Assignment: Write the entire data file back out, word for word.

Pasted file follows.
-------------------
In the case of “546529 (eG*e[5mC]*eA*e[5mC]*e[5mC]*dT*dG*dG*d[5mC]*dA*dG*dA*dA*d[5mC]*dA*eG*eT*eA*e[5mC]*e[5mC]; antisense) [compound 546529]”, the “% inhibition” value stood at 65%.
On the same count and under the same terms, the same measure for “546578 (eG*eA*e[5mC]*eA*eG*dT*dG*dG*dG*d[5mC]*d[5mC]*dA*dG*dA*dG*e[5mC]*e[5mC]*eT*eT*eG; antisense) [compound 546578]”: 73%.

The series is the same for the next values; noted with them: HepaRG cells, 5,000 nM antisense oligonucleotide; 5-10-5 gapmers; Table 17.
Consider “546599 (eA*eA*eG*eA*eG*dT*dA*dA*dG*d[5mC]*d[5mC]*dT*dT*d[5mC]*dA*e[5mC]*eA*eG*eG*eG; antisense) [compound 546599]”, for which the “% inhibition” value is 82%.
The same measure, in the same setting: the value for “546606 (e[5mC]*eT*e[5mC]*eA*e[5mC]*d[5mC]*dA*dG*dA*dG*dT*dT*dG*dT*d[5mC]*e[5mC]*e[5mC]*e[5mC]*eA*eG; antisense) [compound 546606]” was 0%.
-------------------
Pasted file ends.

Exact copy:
In the case of “546529 (eG*e[5mC]*eA*e[5mC]*e[5mC]*dT*dG*dG*d[5mC]*dA*dG*dA*dA*d[5mC]*dA*eG*eT*eA*e[5mC]*e[5mC]; antisense) [compound 546529]”, the “% inhibition” value stood at 65%.
On the same count and under the same terms, the same measure for “546578 (eG*eA*e[5mC]*eA*eG*dT*dG*dG*dG*d[5mC]*d[5mC]*dA*dG*dA*dG*e[5mC]*e[5mC]*eT*eT*eG; antisense) [compound 546578]”: 73%.

The series is the same for the next values; noted with them: HepaRG cells, 5,000 nM antisense oligonucleotide; 5-10-5 gapmers; Table 17.
Consider “546599 (eA*eA*eG*eA*eG*dT*dA*dA*dG*d[5mC]*d[5mC]*dT*dT*d[5mC]*dA*e[5mC]*eA*eG*eG*eG; antisense) [compound 546599]”, for which the “% inhibition” value is 82%.
The same measure, in the same setting: the value for “546606 (e[5mC]*eT*e[5mC]*eA*e[5mC]*d[5mC]*dA*dG*dA*dG*dT*dT*dG*dT*d[5mC]*e[5mC]*e[5mC]*e[5mC]*eA*eG; antisense) [compound 546606]” was 0%.